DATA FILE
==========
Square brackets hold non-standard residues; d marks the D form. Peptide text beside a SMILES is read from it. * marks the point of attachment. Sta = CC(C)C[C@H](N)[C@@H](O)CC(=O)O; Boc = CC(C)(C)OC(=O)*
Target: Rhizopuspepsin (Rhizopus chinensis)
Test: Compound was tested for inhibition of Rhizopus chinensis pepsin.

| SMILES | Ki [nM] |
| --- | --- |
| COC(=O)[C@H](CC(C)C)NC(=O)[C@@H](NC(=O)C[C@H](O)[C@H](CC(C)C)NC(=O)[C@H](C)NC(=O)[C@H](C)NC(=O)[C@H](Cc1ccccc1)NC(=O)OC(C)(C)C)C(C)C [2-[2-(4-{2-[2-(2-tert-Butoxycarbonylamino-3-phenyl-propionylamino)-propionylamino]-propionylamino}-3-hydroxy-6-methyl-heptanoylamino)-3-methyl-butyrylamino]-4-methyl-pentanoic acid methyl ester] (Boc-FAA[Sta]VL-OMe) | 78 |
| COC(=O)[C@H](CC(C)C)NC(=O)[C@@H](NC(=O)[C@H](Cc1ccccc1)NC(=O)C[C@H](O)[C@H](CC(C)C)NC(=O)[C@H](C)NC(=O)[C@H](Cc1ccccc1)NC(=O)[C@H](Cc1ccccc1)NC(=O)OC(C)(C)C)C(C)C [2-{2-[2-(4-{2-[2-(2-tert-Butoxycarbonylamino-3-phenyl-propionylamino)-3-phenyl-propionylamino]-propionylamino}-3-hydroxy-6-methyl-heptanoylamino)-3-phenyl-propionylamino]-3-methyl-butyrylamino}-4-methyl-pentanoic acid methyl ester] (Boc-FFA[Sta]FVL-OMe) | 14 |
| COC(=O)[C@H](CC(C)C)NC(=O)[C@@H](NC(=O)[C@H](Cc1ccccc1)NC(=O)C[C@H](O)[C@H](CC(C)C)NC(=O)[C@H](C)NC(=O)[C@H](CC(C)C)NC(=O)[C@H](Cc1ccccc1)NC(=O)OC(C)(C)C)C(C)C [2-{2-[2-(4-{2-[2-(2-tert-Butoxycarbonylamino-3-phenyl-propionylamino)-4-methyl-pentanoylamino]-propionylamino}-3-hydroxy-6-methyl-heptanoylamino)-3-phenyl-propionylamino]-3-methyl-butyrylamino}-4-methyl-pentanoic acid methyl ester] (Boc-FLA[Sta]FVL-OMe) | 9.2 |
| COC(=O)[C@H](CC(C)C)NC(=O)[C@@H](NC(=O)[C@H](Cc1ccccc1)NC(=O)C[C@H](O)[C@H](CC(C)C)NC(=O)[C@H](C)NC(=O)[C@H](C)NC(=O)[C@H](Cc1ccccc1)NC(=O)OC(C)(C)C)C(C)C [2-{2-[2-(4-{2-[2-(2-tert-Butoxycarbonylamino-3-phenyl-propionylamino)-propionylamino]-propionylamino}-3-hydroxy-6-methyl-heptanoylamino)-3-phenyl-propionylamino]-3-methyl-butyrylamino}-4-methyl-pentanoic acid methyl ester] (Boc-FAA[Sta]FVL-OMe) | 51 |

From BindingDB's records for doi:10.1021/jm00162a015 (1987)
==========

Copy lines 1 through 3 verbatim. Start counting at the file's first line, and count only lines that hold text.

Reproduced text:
Square brackets hold non-standard residues; d marks the D form. Peptide text beside a SMILES is read from it. * marks the point of attachment. Sta = CC(C)C[C@H](N)[C@@H](O)CC(=O)O; Boc = CC(C)(C)OC(=O)*
Target: Rhizopuspepsin (Rhizopus chinensis)
Test: Compound was tested for inhibition of Rhizopus chinensis pepsin.